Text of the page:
So I’ve rummaged around the internet and found a few, slightly more up-to-date, lists of essay subjects – avoiding the stupid school ones, like All Teachers Should be Forced to Eat Rice Pudding and Wear School Uniform.

So, this one is How you and your best friend met. In fact I have two best friends, and I met them at the same time – or at any rate in the same building and through the same person. I shall call them Rose and Daisy. We are all much of an age – Rose is almost exactly six months younger than me; Daisy a year or two older. We were all secretaries in the same old-established legal firm. The Partners tended to move us about at intervals. Just as you had got used to one desk, one icy draught, one view, one quirky computer, one cranky gas fire (I remember having to light one, first thing in the morning, with a match sellotaped on to a steel letter-opener, whilst leaning as far backwards as possible to preserve my eyebrows) you were being redistributed.

This time I was recruited, on the sly, by the secretary currently sharing an office with Rose – I shall call her Gert. The idea was to fill a suddenly vacant desk – with me – before the Partners could fill it with someone even less desirable. I didn’t seem to have much choice in the matter. She was a forceful lady. She also drank a lot, smoked a lot and had a troubled – to say the least – domestic background.

On my first day in the office Gert marched me out for some kind of lunchtime bonding session. I had been planning to curl up in a corner somewhere with a sandwich and a book. We sat in a deafeningly noisy café down the High Street and she chain smoked for the next three quarters of an hour: I came back smelling like a kipper. I have weird hearing – a problem that only becomes evident in crowded places. She talked, over the clatter of dishes and the roar of the espresso machine; I have no idea what about. She blew more smoke at me.

Some time later, when she had decided I was not just a convenient body to fill an empty corner with, but her New Best Friend, she started calling me at home. She phoned me up at 7.30 one morning, from a hotel to tell me she had stabbed her husband through the hand. In any sort of emergency I’m about as much use as a chocolate teapot – entirely the wrong person to ring if you’ve just stabbed somebody.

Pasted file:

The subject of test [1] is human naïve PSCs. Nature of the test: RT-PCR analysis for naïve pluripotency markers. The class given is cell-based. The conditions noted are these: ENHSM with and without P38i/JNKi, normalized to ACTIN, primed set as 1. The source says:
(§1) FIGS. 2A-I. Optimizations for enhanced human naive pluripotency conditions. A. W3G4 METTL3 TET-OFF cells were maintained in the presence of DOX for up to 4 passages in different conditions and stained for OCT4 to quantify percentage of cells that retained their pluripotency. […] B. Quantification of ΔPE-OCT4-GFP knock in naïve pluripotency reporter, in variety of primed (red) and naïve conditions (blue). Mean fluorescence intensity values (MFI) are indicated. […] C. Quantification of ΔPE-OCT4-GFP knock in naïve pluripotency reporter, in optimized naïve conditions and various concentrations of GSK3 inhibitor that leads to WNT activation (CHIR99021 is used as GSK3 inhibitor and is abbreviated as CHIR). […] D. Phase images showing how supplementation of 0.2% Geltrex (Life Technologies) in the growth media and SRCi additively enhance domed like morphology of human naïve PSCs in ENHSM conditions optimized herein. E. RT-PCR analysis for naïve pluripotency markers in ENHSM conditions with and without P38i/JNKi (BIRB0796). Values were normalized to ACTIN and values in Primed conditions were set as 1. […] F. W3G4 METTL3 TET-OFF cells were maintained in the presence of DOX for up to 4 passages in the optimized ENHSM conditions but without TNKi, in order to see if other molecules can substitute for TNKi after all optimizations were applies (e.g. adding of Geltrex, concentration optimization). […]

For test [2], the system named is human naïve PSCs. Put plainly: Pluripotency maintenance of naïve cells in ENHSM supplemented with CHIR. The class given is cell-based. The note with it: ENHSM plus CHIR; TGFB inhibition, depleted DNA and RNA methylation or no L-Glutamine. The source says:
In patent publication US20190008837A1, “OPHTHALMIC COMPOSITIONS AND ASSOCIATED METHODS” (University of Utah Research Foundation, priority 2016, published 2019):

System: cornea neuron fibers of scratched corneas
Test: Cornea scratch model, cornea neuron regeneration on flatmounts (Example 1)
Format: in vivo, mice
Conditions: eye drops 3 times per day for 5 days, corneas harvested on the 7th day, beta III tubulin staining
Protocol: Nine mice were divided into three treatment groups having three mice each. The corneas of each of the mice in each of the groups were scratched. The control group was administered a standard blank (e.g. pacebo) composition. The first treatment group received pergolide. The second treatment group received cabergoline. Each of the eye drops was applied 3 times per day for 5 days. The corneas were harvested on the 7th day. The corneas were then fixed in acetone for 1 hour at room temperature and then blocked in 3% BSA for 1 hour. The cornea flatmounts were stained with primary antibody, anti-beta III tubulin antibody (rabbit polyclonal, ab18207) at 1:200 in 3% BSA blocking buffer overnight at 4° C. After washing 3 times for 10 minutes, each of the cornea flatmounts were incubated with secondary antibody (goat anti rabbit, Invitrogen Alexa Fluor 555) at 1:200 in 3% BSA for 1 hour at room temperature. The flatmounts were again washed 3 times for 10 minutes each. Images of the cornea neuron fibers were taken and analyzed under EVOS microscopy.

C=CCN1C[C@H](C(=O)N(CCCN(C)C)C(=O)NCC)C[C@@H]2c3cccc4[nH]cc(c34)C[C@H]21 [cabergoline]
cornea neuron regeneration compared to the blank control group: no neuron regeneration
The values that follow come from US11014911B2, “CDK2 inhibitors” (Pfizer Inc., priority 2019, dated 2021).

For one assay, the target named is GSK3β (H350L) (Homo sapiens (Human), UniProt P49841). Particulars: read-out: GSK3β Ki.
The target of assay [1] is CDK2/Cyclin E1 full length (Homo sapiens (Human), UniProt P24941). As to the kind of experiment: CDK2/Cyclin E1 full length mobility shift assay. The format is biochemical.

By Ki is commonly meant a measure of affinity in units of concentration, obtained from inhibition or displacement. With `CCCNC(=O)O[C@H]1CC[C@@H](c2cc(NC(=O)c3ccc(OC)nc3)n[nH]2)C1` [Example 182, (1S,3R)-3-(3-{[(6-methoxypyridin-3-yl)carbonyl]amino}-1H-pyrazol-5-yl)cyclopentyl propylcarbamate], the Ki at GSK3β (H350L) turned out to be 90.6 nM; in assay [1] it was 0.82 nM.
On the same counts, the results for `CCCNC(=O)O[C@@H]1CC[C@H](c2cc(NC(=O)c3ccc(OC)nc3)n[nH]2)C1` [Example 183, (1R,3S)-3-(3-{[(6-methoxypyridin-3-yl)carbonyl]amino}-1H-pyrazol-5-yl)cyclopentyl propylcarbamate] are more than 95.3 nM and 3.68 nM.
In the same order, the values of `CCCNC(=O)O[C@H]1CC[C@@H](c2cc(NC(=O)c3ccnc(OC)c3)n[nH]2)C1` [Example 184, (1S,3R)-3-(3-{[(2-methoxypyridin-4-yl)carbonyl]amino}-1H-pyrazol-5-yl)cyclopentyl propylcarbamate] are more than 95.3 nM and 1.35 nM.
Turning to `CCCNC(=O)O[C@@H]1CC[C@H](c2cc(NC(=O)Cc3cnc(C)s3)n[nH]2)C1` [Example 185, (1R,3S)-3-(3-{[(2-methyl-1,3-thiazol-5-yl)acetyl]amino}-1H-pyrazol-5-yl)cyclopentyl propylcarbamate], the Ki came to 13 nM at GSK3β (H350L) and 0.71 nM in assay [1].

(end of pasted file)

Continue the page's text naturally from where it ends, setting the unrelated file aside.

Anyway, it was thanks to Gert that I got to know Rose – and thanks to Rose that I got to know her friend Daisy. And that’s it, really. We had work in common. Then I left, and one after another we retired – but we still had that particular eccentric legal firm in common, plus all the other times we had spent together – days out in the summer, in sunshine and – at least once, in the pouring rain; meals out to mark each of our birthdays, Christmas, New Year and anything else we could think of; trips to the cinema; the different-and-yet-similar problems in our own lives – practical matters; losses; illnesses; sadnesses and celebrations.

They accept me for what I am, no questions asked: we don’t ask a lot of each other, really. I’m always pleased to see them, and find myself chattering away to them over coffee – noisy background or not – “nineteen to the dozen” – which is a rare thing.

Usually I’m as silent as the grave…

 

The One-Hit Wonder

You’ve been granted magical engineering skills, but you can only use them to build one gadget or machine. What do you build?

I can think of a couple of gadgets/widgets I’d like to invent for me, but that’s pretty selfish. So, first, on a global, political level something in the nature of a Loaves & Fishes Machine for feeding the Many Millions, or Instant Rocket Vaporising Clouds to make it impossible for one lot of people to drop bombs on another just because they can. That’s the trouble; I can never just pick one thing. Give me a simple choice and everything… fractures.

Still political, but slightly more fantastical: I would breed a fox that could dress itself up in jodhpurs, a cravat and a smart red jacket (which it would refer to as ‘hunting pink’), heave itself up onto a horse, consume some nice mince pies and glass or two of champagne and then spend all day galloping about the countryside with a pack of hounds, chasing down any convenient human-being to the point of exhaustion, then encourage the dogs to rip the verminous creature apart, still alive. My fox would then return to its luxury lair, well satisfied for having Upheld British Tradition and been So Very Much More Civilised than the foxes of Less Advanced Societies.